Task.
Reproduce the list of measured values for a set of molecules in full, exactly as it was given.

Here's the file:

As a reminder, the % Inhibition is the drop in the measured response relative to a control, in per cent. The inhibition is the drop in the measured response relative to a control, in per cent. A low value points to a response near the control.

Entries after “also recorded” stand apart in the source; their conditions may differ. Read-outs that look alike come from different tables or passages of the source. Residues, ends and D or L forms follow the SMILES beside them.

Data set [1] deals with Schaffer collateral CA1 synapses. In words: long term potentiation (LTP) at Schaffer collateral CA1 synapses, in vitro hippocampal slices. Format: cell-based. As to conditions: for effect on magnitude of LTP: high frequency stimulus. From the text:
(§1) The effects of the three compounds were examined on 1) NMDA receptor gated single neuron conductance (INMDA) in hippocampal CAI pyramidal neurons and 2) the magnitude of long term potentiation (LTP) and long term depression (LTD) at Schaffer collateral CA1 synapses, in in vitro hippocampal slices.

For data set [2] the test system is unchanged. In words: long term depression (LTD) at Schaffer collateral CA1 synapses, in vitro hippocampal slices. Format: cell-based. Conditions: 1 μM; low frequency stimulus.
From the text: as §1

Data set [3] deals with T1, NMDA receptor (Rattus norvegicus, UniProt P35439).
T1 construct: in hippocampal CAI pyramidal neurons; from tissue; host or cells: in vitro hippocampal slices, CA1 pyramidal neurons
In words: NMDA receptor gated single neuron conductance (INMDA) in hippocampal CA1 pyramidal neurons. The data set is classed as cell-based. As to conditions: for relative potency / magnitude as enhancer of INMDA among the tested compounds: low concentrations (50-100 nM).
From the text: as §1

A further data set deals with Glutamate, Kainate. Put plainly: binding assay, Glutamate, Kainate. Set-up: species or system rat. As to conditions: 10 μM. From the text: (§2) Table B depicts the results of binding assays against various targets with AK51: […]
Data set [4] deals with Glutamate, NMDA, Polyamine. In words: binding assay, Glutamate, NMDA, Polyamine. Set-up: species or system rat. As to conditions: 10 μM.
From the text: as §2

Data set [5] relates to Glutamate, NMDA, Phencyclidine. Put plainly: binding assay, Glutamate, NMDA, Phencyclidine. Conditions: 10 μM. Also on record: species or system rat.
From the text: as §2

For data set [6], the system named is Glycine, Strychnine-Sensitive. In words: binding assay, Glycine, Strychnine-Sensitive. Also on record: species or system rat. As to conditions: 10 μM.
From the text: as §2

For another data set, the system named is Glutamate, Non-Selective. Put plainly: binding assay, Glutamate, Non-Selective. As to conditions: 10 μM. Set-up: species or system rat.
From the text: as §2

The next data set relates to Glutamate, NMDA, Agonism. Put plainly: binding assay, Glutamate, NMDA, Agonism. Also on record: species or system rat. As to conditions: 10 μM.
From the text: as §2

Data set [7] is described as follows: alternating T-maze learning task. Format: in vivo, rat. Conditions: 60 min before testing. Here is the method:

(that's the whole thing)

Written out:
As a reminder, the % Inhibition is the drop in the measured response relative to a control, in per cent. The inhibition is the drop in the measured response relative to a control, in per cent. A low value points to a response near the control.

Entries after “also recorded” stand apart in the source; their conditions may differ. Read-outs that look alike come from different tables or passages of the source. Residues, ends and D or L forms follow the SMILES beside them.

Data set [1] deals with Schaffer collateral CA1 synapses. In words: long term potentiation (LTP) at Schaffer collateral CA1 synapses, in vitro hippocampal slices. Format: cell-based. As to conditions: for effect on magnitude of LTP: high frequency stimulus. From the text:
(§1) The effects of the three compounds were examined on 1) NMDA receptor gated single neuron conductance (INMDA) in hippocampal CAI pyramidal neurons and 2) the magnitude of long term potentiation (LTP) and long term depression (LTD) at Schaffer collateral CA1 synapses, in in vitro hippocampal slices.

For data set [2] the test system is unchanged. In words: long term depression (LTD) at Schaffer collateral CA1 synapses, in vitro hippocampal slices. Format: cell-based. Conditions: 1 μM; low frequency stimulus.
From the text: as §1

Data set [3] deals with T1, NMDA receptor (Rattus norvegicus, UniProt P35439).
T1 construct: in hippocampal CAI pyramidal neurons; from tissue; host or cells: in vitro hippocampal slices, CA1 pyramidal neurons
In words: NMDA receptor gated single neuron conductance (INMDA) in hippocampal CA1 pyramidal neurons. The data set is classed as cell-based. As to conditions: for relative potency / magnitude as enhancer of INMDA among the tested compounds: low concentrations (50-100 nM).
From the text: as §1

A further data set deals with Glutamate, Kainate. Put plainly: binding assay, Glutamate, Kainate. Set-up: species or system rat. As to conditions: 10 μM. From the text: (§2) Table B depicts the results of binding assays against various targets with AK51: […]
Data set [4] deals with Glutamate, NMDA, Polyamine. In words: binding assay, Glutamate, NMDA, Polyamine. Set-up: species or system rat. As to conditions: 10 μM.
From the text: as §2

Data set [5] relates to Glutamate, NMDA, Phencyclidine. Put plainly: binding assay, Glutamate, NMDA, Phencyclidine. Conditions: 10 μM. Also on record: species or system rat.
From the text: as §2

For data set [6], the system named is Glycine, Strychnine-Sensitive. In words: binding assay, Glycine, Strychnine-Sensitive. Also on record: species or system rat. As to conditions: 10 μM.
From the text: as §2

For another data set, the system named is Glutamate, Non-Selective. Put plainly: binding assay, Glutamate, Non-Selective. As to conditions: 10 μM. Set-up: species or system rat.
From the text: as §2

The next data set relates to Glutamate, NMDA, Agonism. Put plainly: binding assay, Glutamate, NMDA, Agonism. Also on record: species or system rat. As to conditions: 10 μM.
From the text: as §2

Data set [7] is described as follows: alternating T-maze learning task. Format: in vivo, rat. Conditions: 60 min before testing. Here is the method: